The Gran Sabana

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Waterfalls and rainforest, Canaima National Park, Venezuela.
© WWF-Canon / Bruno PAMBOUR

Home to the world's highest waterfall

What and where
The Gran Sabana, or the ‘The Great Savanna’, is a very beautiful, remote plateau in the south of Bolívar State on the Venezuelan-Brazilian border. It occupies about half of Canaima National Park, which was declared a World Heritage site by UNESCO in 1994.

Why?
The Gran Sabana is at a mean altitude of 1,000m above sea level and is dotted with huge table-top mountains called tepuis, which rise dramatically from the surrounding plains. Mount Roraima is the tallest of the tepuis at 2,810m above sea level. It also marks the triple border point for Venezuela, Brazil and Guyana.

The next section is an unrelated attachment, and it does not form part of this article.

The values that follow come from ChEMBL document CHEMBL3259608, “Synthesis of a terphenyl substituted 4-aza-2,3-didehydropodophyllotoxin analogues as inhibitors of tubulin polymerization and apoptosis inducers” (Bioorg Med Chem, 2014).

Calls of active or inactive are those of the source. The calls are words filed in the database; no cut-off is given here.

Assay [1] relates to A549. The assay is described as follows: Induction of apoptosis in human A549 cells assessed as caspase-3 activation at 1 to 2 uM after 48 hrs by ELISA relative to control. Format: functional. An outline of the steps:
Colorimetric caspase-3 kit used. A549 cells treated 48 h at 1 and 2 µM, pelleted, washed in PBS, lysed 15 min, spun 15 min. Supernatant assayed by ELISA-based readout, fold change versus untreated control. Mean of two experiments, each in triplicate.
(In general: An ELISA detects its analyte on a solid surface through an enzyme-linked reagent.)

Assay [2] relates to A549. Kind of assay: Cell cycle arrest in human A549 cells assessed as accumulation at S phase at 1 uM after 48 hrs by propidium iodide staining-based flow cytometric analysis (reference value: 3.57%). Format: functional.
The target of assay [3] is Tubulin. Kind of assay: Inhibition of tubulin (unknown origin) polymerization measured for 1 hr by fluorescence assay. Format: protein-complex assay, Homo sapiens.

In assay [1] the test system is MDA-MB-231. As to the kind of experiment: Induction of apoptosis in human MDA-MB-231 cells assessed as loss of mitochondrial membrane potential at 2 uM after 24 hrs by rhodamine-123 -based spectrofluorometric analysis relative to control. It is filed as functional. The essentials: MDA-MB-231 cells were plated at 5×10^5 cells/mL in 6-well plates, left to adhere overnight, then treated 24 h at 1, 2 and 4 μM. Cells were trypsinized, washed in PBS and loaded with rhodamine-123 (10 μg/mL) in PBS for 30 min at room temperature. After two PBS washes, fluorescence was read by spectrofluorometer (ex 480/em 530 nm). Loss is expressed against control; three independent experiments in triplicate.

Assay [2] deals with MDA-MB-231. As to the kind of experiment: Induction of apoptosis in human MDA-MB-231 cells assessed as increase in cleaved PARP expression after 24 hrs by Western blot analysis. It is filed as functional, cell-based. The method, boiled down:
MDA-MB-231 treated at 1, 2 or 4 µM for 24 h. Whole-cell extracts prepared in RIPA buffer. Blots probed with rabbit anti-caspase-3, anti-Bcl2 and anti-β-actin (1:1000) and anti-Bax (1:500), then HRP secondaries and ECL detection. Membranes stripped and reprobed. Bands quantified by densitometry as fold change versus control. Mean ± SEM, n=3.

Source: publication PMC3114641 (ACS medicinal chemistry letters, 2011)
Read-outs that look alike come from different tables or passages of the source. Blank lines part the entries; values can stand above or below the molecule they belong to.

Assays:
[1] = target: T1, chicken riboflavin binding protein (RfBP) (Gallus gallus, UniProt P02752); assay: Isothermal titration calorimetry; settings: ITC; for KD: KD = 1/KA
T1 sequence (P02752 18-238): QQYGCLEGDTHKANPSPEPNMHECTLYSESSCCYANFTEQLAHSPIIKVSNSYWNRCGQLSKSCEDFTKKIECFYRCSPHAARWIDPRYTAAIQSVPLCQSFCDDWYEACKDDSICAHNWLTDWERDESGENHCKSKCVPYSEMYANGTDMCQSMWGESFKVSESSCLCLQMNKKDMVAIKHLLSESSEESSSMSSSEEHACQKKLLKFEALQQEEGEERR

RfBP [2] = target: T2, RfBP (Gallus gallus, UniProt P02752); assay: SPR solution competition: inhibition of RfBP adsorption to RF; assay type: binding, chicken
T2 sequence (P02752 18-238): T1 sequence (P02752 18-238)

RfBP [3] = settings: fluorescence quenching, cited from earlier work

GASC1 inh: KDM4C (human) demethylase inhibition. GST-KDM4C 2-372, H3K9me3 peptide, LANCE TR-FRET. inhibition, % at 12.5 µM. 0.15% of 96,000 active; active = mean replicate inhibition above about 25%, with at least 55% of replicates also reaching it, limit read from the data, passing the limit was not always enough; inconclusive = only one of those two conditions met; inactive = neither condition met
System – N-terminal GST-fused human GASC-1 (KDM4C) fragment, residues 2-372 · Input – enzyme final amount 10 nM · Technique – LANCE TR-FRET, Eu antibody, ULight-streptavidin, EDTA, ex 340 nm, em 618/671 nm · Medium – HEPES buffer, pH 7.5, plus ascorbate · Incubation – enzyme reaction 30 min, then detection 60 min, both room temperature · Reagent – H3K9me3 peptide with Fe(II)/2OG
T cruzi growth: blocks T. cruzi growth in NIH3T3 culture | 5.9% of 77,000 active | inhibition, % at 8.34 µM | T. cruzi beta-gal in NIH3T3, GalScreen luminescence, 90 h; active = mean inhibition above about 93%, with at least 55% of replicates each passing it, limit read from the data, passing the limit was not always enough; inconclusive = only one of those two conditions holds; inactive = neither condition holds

There are tropical forests skirting the base of many of the tepuis, and throughout the Sabana are riverine forests and morichales - seasonally flooded stands of sedges and native moriche palms (Mauritia flexuosa) - which provide oil, sugar, and shade. It was dubbed "The Tree of Life" by Alexander von Humboldt, one of the first European travelers to this area.

The climate of the Gran Sabana is mild, partly due to the altitude of 700-800m, and the continual fresh, buoyant winds. It is also home to Angel Falls, the world's highest waterfall.

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